Members of the IndyBar and Pro Bono Service Providers are encouraged to keep this program in mind as an alternative when refusing representation based solely on the financial status of a potential client. It should also be noted that cases can be referred and accepted for matters in the doughnut counties of Boone, Hamilton, Hendricks, Johnson, Madison, Monroe, Morgan and Shelby based on the individual panelist’s discretion.

Criminal Modest Means Panel (CMMP)

The Criminal Modest Means Panel covers matters related to legal advice and representation in all  courts of criminal jurisdiction in Marion County and also includes Traffic Court 13 and civil ordinance violations.

For a person to qualify for a referral to a Modest Means panel attorney, that person must be referred by a judicial officer of the Marion Superior Court Criminal Division. The defendant must be pre-screened at the initial hearing (or a subsequent hearing)  and a qualification order must be signed by the judge and file stamped.  Previously the program was limited to 4 misdemeanor courts.   Now the Criminal Modest Means Program can be utilized for any criminal case, in any court including major felony,  provided  the highest level charged does not exceed a Level 6 felony.  This opens the door for lesser charged co-defendants in major felony cases.

”Unfortunately,  the criminal justice system is not fully equipped to handle individuals who do not qualify for free public legal assistance but have a case that requires an attorney that may cost more than the individual can afford,” said Task Force Co-Chair and criminal defense attorney  Brad Keffer of Keffer Barnhart LLP. “This volunteer program has been a great opportunity for members of the Indianapolis Bar Association to step-up and assist not only the Marion County courts but the general public as well.”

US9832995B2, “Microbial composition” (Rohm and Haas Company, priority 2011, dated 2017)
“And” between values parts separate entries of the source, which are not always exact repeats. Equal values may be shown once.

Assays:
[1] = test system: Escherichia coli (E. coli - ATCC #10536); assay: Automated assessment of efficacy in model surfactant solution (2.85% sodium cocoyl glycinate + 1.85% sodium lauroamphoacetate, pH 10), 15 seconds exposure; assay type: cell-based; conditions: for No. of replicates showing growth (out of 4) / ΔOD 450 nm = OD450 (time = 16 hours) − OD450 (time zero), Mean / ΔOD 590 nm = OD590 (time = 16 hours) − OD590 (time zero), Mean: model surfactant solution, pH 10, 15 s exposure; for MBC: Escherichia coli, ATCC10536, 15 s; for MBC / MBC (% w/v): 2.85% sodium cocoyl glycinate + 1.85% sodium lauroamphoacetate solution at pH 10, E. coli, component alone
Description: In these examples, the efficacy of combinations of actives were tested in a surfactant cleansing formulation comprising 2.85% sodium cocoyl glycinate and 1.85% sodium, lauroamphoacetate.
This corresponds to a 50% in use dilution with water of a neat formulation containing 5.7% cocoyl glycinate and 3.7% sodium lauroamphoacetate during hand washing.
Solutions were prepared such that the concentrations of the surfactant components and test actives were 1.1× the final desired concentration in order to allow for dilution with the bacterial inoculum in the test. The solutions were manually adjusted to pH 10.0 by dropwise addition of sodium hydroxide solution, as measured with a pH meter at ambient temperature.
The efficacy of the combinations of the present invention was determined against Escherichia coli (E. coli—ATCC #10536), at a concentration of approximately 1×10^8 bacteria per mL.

Chief Marion County Public Defender Bob Hill commented, “We are always looking for ways to collaborate with the private defense bar.  We are always looking for ways to ease the burden on our already heavy Public Defender Agency caseloads.  This is a great program for litigants who may not be able to afford full-price private counsel, but are not indigent for purposes of a public defender appointment.”“I strongly support the Indianapolis Bar Association's Modest Means Project,” said  Hon. Clayton Graham of Marion Superior Court. “The program provides an opportunity for litigants who do not qualify for a public defender to retain private counsel at a reduced and/or reasonable cost. Additionally, the program provides a referral service to the IndyBar and its membership without having to incur the cost and expense of advertisement.”

If you are interested in making a referral, please go to   Indybar.org/criminalmodestmeans.docx              for a downloadable referral form complete with instructions.

If you are interested in any other aspect of the program, or wish to join one of  the panels, complete details regarding both programs can be found here.